George Stephanos, 53, of Jericho, practices in New York Harbor...

George Stephanos, 53, of Jericho, practices in New York Harbor for the final leg of an around-the-world sailing race that began last August in London and is scheduled to end there on July 30, 2016. Credit: John O'Boyle

Less than 24 hours before embarking on a 4,263-nautical-mile trans-Atlantic leg of a race around the world, George Stephanos of Jericho spent Father’s Day showing his wife and son his temporary home.

“Where do you sleep?” Mark Stephanos, 13, asked his father.

The 53-year-old Stephanos, an operations manager for an insurance company, showed them his narrow bunk below deck on the 75-foot sailboat.

On Monday, Stephanos will be among five crewmates who signed on for the final leg of the Clipper Round the World Race, which started on Aug. 30, 2015, in London and will end there on July 30 if the winds and waters cooperate.

The boat, the PSP Logistics, named after its sponsor — as are all 12 of the boats in the Clipper Round the World Race — was moored Sunday in the shadow of the World Trade Center in Jersey City’s Liberty Landing Marina. The 21-member crew brought on supplies and made fixes like replacing the black grip tape on the wooden stairs leading to the deck.

“It’s holding up OK,” skipper Max Stunnell, 35, of Portsmouth, England, said of the sailboat, which will have traveled 40,000 nautical miles by the time it reaches London.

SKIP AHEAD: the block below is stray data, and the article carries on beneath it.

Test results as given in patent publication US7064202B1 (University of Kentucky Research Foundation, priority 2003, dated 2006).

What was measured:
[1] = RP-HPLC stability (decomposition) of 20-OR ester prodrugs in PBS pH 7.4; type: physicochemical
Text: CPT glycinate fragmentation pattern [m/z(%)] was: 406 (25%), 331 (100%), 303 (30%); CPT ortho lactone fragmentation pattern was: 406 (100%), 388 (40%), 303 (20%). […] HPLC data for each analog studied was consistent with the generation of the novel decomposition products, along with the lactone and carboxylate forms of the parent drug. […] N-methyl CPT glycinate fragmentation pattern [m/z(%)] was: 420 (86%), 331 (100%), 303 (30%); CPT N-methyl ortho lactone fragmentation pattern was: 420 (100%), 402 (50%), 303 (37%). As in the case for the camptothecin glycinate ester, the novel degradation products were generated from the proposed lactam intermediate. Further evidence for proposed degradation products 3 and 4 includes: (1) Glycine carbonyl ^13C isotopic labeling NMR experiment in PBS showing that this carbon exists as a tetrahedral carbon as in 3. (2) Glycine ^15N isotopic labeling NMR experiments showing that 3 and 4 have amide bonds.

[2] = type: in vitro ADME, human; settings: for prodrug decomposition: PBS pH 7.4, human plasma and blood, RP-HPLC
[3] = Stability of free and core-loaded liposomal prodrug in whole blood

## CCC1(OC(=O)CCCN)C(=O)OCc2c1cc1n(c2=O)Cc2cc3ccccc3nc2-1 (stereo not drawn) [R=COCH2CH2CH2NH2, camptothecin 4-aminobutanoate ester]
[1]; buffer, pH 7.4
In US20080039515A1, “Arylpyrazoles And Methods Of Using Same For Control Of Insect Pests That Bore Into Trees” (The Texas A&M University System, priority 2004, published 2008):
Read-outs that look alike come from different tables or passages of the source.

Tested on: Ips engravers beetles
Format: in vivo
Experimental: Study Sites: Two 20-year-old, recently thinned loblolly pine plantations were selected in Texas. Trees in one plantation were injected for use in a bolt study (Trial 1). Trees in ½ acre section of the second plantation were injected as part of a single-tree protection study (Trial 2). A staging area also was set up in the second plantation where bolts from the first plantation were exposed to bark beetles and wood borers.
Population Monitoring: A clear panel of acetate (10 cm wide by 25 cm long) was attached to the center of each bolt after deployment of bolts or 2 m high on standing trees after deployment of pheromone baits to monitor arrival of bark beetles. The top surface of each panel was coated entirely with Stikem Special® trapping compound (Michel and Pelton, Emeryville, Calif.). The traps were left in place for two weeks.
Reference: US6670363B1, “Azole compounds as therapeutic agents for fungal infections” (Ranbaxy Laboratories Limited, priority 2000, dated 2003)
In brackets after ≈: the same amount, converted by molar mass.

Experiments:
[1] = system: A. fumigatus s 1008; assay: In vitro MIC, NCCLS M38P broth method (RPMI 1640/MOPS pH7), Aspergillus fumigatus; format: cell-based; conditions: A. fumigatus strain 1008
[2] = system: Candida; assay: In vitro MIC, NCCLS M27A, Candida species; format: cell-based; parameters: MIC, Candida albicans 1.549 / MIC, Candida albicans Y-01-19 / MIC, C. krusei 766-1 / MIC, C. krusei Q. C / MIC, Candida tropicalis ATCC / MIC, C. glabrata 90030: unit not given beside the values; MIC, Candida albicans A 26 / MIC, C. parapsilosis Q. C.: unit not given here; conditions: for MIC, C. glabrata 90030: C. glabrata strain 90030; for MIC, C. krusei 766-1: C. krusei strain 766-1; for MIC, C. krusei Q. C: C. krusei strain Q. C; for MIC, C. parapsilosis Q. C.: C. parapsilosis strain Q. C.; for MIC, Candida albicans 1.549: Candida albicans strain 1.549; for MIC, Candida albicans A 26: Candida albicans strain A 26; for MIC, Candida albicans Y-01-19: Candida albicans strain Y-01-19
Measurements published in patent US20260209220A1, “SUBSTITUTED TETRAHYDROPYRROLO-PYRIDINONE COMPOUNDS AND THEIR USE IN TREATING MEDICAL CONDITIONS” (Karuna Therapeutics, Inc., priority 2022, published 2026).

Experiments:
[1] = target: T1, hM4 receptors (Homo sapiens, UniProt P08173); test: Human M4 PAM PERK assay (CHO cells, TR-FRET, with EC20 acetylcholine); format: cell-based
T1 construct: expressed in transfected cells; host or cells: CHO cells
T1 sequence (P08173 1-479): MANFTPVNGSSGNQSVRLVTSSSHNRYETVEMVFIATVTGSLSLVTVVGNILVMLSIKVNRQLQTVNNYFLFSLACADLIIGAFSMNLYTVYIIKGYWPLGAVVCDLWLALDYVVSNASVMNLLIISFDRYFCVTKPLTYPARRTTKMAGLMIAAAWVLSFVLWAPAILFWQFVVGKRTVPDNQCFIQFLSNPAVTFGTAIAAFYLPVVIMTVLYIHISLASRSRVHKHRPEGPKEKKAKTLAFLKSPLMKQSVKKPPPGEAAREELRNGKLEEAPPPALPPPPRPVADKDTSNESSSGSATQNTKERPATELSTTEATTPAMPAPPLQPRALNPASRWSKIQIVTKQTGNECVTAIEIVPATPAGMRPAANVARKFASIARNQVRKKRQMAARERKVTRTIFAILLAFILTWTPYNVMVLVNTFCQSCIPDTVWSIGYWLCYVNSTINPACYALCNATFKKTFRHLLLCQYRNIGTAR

This year is the 10th race, which runs biennially. The organizers boast that no experience is necessary — though time and money are. The yearlong race, including a month of mandatory training, costs about $72,000, while individual legs cost less — about $19,000 to go from New York Harbor to London with stops in Northern Ireland and the Netherlands. It’s a race where people from different walks of life are equals and crew mates range in age from 18 to 72.

“It’s not till I started sailing around the world that I realized how much I enjoyed land,” said Jaz Fleming, 55, an engineer from New Zealand, letting out a hearty laugh. Life on the water, he said, has a rhythm: “Eat, sleep, sail, repeat.”

That sounds about right for Stephanos.

“I expect the Atlantic crossing to be pretty stressful, so in my time off I expect to sleep,” Stephanos said.

His wife, Roshni Samuel, 52, a physician, said she was happy her husband could do something he loved, but was content to fly to meet him at the finish line in London.

“I’ve earned my luxuries in life,” she said.

The voyage, which stops in six continents, can be dangerous. Two crew members on another boat have been killed during the race — one drowned after being swept overboard by a wave, another never regained consciousness after being hit in the head by the mainsail and possibly the boom.

“It tempers your excitement,” Stephanos said of the fatalities. “It makes you realize the ocean is not very forgiving so you have to be on 100 percent all the time.”

His crewmate Nicola Edwards, 40, a graphic designer originally from New Zealand and on the boat since the beginning, said: “We all know there’s risk.”

Stephanos, who first immigrated to the United States from Coimbatore, India, in 1988, fell in love with sailing during time spent in Australia. He settled in Jericho in 2004 and has raced on the Hudson. He sails out of Oyster Bay on boats rented from the WaterFront Center. Stephanos’ cousin took part in the last race and he followed her voyage online before deciding to fulfill his dream of sailing across the ocean.

Sailing pairs his technical expertise of physics, engineering and geography with his quest for adventure, said Stephanos, who is educated as an engineer.

“There’s a sense of exhilaration when you’re out in the water,” he said. “You’re using nature to get from point A to point B . . . you’re going to be wet and cold, and one thing about a boat is they only get wetter.”

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